SOUTH AFRICA: What I Learned from My Travels

giraffes, south africa

Ep. 25 South Africa

A few weeks ago I left my monochromatic Utah County life (which I rarely do, even though I love diversity) and traveled thousands of miles around the globe to visit South Africa and Lesotho. I experienced diversity in culture, language, race, religion, food, plant and animal life, and traffic. But for all the diversity, the biggest thing I brought home from my travels is the reminder that we are more alike than different.

Shoes

While waiting to board my flight to Dubai, I passed time watching people. I was studying the traditional Arab dress of one particular woman, when I realized that she and I were wearing the exact same shoes. I wondered if she had bought hers at Costco like I had. Do they have Costco in Dubai? Or perhaps she lives in the States and is traveling to Dubai like I am. Did she buy her shoes for the same reasons I had, because they are perfect for traveling?

There is something about flying that connects travelers. All of us at Gate A-12 had booked tickets on the same flight. We were literally all traveling in the same direction. And at the moment we were all hoping for much the same thing: to get settled on the plane and to sleep as much as possible during the 13-hour flight. And we were probably all fretting about the same thing: having to use that itty bitty airplane bathroom.

Maya Angelou titled her 5th narrative memoir, All God’s Children Need Traveling Shoes

We come from different cultures, ethnicities, religions, traditions. We might speak different languages. But we are all on a journey, and we need good traveling shoes.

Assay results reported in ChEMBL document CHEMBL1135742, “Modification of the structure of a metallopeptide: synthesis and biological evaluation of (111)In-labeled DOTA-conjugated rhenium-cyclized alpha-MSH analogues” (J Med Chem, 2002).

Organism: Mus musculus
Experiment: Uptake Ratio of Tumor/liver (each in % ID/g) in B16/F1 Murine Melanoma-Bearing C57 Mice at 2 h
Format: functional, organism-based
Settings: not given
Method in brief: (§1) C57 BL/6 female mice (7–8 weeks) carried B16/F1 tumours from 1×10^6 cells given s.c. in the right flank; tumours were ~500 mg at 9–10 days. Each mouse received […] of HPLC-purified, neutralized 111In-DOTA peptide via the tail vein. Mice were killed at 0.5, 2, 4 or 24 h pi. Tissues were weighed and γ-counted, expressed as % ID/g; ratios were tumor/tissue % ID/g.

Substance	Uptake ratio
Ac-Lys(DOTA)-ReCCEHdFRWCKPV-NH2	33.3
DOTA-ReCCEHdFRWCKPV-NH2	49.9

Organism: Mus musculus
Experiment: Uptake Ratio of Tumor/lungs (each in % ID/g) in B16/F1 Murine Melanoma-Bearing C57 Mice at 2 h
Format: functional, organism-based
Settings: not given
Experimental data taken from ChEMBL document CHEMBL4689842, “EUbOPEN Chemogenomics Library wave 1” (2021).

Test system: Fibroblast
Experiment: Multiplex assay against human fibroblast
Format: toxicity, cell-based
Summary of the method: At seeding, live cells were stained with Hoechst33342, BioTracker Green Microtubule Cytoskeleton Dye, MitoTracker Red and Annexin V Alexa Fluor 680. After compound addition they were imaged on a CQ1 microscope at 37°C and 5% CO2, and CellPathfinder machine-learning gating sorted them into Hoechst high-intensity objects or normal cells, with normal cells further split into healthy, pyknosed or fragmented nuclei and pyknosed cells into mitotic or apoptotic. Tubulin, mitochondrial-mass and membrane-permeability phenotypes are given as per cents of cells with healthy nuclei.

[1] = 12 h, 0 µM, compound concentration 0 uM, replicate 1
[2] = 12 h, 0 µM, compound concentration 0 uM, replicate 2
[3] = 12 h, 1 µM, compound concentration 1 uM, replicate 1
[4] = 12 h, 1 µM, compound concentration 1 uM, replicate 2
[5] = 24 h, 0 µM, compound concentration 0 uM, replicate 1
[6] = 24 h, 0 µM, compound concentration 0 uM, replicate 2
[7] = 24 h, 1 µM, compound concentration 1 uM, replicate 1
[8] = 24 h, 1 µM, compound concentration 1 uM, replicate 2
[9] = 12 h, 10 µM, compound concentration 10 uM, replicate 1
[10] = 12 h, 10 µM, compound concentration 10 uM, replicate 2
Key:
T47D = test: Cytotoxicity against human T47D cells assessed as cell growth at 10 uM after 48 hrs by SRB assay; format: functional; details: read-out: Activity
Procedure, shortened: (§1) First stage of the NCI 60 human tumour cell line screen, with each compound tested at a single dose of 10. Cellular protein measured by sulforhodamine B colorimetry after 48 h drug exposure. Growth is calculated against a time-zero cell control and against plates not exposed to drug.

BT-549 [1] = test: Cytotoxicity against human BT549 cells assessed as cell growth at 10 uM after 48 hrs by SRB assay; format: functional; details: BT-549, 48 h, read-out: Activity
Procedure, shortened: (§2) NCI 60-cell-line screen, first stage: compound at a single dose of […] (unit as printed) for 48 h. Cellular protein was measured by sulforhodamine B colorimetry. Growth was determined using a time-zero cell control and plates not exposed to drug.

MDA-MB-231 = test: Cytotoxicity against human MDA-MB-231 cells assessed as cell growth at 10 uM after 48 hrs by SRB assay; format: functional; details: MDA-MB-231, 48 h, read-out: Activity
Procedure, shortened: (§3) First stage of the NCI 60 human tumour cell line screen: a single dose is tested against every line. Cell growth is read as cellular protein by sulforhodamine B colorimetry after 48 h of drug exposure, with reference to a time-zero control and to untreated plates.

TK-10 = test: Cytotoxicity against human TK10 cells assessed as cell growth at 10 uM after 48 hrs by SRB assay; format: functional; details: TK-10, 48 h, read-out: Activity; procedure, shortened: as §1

Home

“The ache for home lives in all of us. The safe place where we can go as we are and not be questioned.” Maya Angelou

As a black woman born in Missouri in 1928, Maya Angelou never felt completely at home in America. In 1966, at age 33, Maya traveled to Ghana in search of her roots, in search of home. She was surprised to discover that as a black American, she wasn’t readily accepted in Africa either. She wrote, “[I] had not come home, but had left one familiar place of painful memory for another strange place with none.” 

Home isn’t a place that exists, home is a place we create. It’s connection. During my travels, though I was far from “home,” I experienced moments of home—connecting with a mother traveling with her autistic child, washing my feet in the Dubai airport, traveling through familiar scenery in Lesotho, learning to say Sawubona, or realizing that an Arab woman and I were literally in each other shoes. 

Does any of us ever feel completely at home or do we all struggle to find the place where we truly belong? Is the human life really just a journey home?

Indeed, all God’s children need traveling shoes.

Chapter 2 Lies of the Magpie

Postpartum Depression Memoir

Ch. 2 Lies of the Magpie

The story of my journey healing through postpartum depression and chronic illness. 

The thing Aaron remembers most about me from college is my fast-paced walk around campus. His tennis class met at three o’clock at the courts across from my off-campus housing. For weeks he watched me leave my apartment, hurry across the road, rush past the tennis courts, short cut across the grass and disappear into the Humanities Building. His tennis partner noticed him staring and said, “Don’t waste your time. That is Maleah Day. She is the Academic Vice President. Ten bucks says you can’t get her to stop to talk to you. She walks that fast everywhere she goes.”

It was my sophomore year. I was ten years older than the straggly nine-year-old girl from Ms. Wickersham’s fourth grade class. My bean-pole figure had filled out in a few key places. Two years of orthodontic work and contact lenses had tamed my profile, but my ambition—if possible—was still as potent. I’d traded my dream of becoming a firefighter and astronaut to becoming an Airforce pilot and a foreign ambassador. I declared a Political Science major and carried an application for the Peace Corps in my backpack.